Do you still use Styrofoam balls to model your systems, where each ball represents a class?
Tom Love: We do, actually. We've also done a 3D animation version of it, which we found to be nowhere near as useful as the Styrofoam balls. There's something about a physical, conspicuous structure hanging from the ceiling right in the middle of a development project that's regularly updated to provide not only the structure of the system that you're building, but also the current status of each one of the classes.
We've done it on 19 projects the last time I've counted. One of them was 1,856 classes, which is big - actually, probably bigger than it should be. It was a big commercial project, so it needed to be somewhat big.
It is the first time I've read or heard about using styrofoam balls to model classes.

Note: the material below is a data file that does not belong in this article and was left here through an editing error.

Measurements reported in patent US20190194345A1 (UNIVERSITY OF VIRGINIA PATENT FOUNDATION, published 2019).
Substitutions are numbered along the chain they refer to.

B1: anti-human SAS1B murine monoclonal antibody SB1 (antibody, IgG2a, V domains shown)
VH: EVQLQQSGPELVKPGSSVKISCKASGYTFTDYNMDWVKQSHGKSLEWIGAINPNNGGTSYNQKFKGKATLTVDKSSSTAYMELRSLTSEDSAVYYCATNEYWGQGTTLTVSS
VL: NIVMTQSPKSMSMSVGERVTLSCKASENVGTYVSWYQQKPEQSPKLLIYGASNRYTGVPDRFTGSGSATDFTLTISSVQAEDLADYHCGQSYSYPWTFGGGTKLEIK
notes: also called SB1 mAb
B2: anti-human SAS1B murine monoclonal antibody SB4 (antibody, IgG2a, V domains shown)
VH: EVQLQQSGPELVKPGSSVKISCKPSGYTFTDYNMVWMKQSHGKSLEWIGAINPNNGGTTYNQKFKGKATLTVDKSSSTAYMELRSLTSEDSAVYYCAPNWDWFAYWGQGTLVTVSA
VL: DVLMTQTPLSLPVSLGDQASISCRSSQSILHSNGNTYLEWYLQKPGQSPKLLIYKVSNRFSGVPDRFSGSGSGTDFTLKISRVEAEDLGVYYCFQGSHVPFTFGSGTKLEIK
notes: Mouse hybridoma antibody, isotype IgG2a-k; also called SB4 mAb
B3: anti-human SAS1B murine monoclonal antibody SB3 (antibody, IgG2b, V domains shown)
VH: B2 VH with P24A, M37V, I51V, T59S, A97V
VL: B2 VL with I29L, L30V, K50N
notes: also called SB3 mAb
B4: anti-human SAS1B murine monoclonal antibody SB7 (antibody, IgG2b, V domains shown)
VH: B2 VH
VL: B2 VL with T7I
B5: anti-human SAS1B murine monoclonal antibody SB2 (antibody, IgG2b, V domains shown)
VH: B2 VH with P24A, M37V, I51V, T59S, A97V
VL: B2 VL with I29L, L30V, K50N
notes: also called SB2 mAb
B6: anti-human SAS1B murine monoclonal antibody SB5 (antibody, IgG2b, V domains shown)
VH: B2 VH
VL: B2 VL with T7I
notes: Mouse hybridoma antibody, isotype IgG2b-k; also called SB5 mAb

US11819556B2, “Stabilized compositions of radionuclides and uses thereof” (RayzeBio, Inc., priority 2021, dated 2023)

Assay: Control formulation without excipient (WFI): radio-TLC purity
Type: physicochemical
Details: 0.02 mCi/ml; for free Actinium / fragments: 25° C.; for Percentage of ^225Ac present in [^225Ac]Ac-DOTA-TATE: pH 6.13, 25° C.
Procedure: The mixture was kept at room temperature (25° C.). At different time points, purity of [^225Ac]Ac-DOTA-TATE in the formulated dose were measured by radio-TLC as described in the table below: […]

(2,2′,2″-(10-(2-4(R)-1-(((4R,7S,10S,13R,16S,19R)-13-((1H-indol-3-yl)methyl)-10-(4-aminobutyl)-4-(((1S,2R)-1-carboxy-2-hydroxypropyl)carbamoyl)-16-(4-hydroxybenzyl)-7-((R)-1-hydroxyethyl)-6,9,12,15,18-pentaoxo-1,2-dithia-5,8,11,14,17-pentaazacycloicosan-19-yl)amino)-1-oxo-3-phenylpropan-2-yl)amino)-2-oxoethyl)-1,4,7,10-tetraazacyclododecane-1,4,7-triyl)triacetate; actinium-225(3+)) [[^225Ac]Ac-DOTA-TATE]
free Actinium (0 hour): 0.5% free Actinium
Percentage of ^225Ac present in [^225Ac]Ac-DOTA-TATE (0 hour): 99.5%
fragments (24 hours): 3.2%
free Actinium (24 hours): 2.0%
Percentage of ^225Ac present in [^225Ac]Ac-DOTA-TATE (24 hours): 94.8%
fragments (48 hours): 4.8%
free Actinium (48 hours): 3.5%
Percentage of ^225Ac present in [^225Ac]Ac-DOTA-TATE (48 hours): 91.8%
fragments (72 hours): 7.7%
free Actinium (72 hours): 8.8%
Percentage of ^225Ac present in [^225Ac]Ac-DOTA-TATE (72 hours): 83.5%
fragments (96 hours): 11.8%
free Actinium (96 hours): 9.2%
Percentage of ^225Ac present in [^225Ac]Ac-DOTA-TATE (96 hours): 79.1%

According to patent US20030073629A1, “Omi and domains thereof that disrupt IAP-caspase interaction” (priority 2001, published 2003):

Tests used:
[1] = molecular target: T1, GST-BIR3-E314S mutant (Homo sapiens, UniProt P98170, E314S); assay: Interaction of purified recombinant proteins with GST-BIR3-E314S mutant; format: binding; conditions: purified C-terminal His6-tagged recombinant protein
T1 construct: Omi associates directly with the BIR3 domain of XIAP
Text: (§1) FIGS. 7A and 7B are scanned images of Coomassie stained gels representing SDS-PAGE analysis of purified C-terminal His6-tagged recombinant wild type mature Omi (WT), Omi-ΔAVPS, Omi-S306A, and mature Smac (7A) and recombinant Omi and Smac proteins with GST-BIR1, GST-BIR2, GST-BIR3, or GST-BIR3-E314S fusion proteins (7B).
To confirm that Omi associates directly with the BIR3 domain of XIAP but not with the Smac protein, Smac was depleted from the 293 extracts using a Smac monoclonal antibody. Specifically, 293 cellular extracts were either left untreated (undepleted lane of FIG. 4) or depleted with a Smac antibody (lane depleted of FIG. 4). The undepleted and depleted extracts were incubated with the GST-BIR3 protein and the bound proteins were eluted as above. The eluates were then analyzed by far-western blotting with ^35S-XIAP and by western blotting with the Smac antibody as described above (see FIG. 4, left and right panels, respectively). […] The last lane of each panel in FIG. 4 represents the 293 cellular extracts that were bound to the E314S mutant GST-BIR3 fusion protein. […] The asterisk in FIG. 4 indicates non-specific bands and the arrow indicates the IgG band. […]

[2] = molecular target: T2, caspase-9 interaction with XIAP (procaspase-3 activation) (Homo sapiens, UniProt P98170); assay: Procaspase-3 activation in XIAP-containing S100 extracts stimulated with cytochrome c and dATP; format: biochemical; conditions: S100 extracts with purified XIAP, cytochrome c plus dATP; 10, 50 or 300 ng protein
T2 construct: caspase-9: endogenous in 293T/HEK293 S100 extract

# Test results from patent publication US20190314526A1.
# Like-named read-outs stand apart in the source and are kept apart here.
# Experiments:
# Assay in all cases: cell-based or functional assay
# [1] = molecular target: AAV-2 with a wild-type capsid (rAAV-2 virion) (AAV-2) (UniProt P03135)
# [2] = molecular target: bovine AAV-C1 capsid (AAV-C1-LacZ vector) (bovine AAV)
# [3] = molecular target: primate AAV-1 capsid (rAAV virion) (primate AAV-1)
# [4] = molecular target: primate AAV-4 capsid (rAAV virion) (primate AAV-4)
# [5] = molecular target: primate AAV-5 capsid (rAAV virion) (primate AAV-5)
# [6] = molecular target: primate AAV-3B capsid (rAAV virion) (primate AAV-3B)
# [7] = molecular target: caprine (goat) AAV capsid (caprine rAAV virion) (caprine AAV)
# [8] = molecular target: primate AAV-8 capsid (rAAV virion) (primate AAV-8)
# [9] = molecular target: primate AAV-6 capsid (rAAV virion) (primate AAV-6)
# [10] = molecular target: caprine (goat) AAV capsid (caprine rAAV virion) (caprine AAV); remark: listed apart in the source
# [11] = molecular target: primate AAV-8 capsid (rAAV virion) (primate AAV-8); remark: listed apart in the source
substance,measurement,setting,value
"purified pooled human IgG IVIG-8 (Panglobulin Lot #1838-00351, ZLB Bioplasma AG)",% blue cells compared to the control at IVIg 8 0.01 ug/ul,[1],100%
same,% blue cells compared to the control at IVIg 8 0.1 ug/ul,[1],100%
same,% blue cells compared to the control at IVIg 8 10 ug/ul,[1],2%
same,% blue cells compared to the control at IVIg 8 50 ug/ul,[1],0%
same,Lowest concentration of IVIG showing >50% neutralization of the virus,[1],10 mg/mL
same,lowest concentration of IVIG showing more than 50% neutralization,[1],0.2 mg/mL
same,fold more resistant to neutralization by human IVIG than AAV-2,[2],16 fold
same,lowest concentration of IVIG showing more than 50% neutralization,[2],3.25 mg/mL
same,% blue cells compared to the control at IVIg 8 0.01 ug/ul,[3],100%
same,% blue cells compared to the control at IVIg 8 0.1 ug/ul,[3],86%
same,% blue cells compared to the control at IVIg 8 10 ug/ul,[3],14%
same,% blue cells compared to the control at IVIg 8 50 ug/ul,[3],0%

Is that a commonly used technique? And, how does that sort of modeling help us to design better the system?
If you have any photos to share which can show us how the classes are represented it'd be great!
Update: So, it seems that the material most people use is the paper. Styrofoam balls are actually oddballs, not a commonly used technique.
- "paper plates and string" modeling, NealB
- Post-it Notes on a whiteboard, Jason
- Class-Responsibility-Collaboration cards, duffymo
- Sheets of ruled paper taped to the wall, AMissico
Thank you all for the very good answers.